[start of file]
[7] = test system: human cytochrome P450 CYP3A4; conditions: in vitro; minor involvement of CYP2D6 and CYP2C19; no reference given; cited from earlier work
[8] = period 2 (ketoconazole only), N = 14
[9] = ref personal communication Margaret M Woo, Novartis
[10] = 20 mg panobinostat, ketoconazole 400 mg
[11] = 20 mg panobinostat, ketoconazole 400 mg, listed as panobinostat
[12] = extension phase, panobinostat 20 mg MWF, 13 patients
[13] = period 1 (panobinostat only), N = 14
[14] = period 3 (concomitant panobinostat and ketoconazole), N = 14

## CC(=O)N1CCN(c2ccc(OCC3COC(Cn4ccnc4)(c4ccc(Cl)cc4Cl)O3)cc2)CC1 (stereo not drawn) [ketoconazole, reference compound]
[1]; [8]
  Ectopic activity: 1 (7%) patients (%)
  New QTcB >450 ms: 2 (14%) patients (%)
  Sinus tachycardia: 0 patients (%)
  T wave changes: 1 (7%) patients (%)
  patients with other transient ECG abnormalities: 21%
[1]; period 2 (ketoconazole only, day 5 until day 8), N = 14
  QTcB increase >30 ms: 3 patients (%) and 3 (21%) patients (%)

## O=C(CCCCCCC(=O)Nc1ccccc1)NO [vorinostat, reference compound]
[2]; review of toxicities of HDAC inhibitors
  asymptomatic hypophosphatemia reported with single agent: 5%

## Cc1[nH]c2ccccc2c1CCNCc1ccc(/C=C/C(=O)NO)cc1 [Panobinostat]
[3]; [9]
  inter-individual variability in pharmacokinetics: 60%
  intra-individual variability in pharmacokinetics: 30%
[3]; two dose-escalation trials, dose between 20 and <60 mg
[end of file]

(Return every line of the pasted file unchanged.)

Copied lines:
[7] = test system: human cytochrome P450 CYP3A4; conditions: in vitro; minor involvement of CYP2D6 and CYP2C19; no reference given; cited from earlier work
[8] = period 2 (ketoconazole only), N = 14
[9] = ref personal communication Margaret M Woo, Novartis
[10] = 20 mg panobinostat, ketoconazole 400 mg
[11] = 20 mg panobinostat, ketoconazole 400 mg, listed as panobinostat
[12] = extension phase, panobinostat 20 mg MWF, 13 patients
[13] = period 1 (panobinostat only), N = 14
[14] = period 3 (concomitant panobinostat and ketoconazole), N = 14

## CC(=O)N1CCN(c2ccc(OCC3COC(Cn4ccnc4)(c4ccc(Cl)cc4Cl)O3)cc2)CC1 (stereo not drawn) [ketoconazole, reference compound]
[1]; [8]
  Ectopic activity: 1 (7%) patients (%)
  New QTcB >450 ms: 2 (14%) patients (%)
  Sinus tachycardia: 0 patients (%)
  T wave changes: 1 (7%) patients (%)
  patients with other transient ECG abnormalities: 21%
[1]; period 2 (ketoconazole only, day 5 until day 8), N = 14
  QTcB increase >30 ms: 3 patients (%) and 3 (21%) patients (%)

## O=C(CCCCCCC(=O)Nc1ccccc1)NO [vorinostat, reference compound]
[2]; review of toxicities of HDAC inhibitors
  asymptomatic hypophosphatemia reported with single agent: 5%

## Cc1[nH]c2ccccc2c1CCNCc1ccc(/C=C/C(=O)NO)cc1 [Panobinostat]
[3]; [9]
  inter-individual variability in pharmacokinetics: 60%
  intra-individual variability in pharmacokinetics: 30%
[3]; two dose-escalation trials, dose between 20 and <60 mg